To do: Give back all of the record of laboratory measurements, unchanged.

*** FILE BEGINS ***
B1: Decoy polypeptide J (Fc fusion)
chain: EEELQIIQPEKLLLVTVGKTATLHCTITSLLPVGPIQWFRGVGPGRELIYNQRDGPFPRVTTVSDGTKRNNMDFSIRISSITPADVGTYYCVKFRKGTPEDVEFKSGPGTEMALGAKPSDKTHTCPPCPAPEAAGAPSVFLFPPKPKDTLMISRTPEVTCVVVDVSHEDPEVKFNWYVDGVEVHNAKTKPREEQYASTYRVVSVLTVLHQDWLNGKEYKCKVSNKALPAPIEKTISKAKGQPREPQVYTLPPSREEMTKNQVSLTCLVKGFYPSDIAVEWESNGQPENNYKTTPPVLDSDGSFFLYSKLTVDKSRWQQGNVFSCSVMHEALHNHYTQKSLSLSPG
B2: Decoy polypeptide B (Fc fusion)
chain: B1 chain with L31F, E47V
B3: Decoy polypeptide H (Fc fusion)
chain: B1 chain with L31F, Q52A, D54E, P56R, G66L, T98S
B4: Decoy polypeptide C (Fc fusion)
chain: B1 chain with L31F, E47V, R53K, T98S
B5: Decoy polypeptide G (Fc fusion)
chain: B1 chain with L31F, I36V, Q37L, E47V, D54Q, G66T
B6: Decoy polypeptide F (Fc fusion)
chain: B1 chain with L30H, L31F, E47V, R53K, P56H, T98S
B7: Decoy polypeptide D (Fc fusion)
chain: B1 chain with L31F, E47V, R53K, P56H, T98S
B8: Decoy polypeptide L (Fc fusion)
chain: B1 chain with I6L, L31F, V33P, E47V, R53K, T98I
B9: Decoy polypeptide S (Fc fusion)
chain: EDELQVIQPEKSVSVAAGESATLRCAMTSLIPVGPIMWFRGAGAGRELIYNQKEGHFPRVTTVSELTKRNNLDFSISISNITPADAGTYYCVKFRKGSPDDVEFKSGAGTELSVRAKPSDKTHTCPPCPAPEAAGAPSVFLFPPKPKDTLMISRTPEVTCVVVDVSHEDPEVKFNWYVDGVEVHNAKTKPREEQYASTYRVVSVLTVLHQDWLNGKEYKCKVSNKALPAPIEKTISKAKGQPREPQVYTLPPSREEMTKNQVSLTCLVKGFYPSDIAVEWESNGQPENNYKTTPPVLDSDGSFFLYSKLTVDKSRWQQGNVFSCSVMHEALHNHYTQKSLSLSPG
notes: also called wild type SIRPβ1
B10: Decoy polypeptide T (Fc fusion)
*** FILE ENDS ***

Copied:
B1: Decoy polypeptide J (Fc fusion)
chain: EEELQIIQPEKLLLVTVGKTATLHCTITSLLPVGPIQWFRGVGPGRELIYNQRDGPFPRVTTVSDGTKRNNMDFSIRISSITPADVGTYYCVKFRKGTPEDVEFKSGPGTEMALGAKPSDKTHTCPPCPAPEAAGAPSVFLFPPKPKDTLMISRTPEVTCVVVDVSHEDPEVKFNWYVDGVEVHNAKTKPREEQYASTYRVVSVLTVLHQDWLNGKEYKCKVSNKALPAPIEKTISKAKGQPREPQVYTLPPSREEMTKNQVSLTCLVKGFYPSDIAVEWESNGQPENNYKTTPPVLDSDGSFFLYSKLTVDKSRWQQGNVFSCSVMHEALHNHYTQKSLSLSPG
B2: Decoy polypeptide B (Fc fusion)
chain: B1 chain with L31F, E47V
B3: Decoy polypeptide H (Fc fusion)
chain: B1 chain with L31F, Q52A, D54E, P56R, G66L, T98S
B4: Decoy polypeptide C (Fc fusion)
chain: B1 chain with L31F, E47V, R53K, T98S
B5: Decoy polypeptide G (Fc fusion)
chain: B1 chain with L31F, I36V, Q37L, E47V, D54Q, G66T
B6: Decoy polypeptide F (Fc fusion)
chain: B1 chain with L30H, L31F, E47V, R53K, P56H, T98S
B7: Decoy polypeptide D (Fc fusion)
chain: B1 chain with L31F, E47V, R53K, P56H, T98S
B8: Decoy polypeptide L (Fc fusion)
chain: B1 chain with I6L, L31F, V33P, E47V, R53K, T98I
B9: Decoy polypeptide S (Fc fusion)
chain: EDELQVIQPEKSVSVAAGESATLRCAMTSLIPVGPIMWFRGAGAGRELIYNQKEGHFPRVTTVSELTKRNNLDFSISISNITPADAGTYYCVKFRKGSPDDVEFKSGAGTELSVRAKPSDKTHTCPPCPAPEAAGAPSVFLFPPKPKDTLMISRTPEVTCVVVDVSHEDPEVKFNWYVDGVEVHNAKTKPREEQYASTYRVVSVLTVLHQDWLNGKEYKCKVSNKALPAPIEKTISKAKGQPREPQVYTLPPSREEMTKNQVSLTCLVKGFYPSDIAVEWESNGQPENNYKTTPPVLDSDGSFFLYSKLTVDKSRWQQGNVFSCSVMHEALHNHYTQKSLSLSPG
notes: also called wild type SIRPβ1
B10: Decoy polypeptide T (Fc fusion)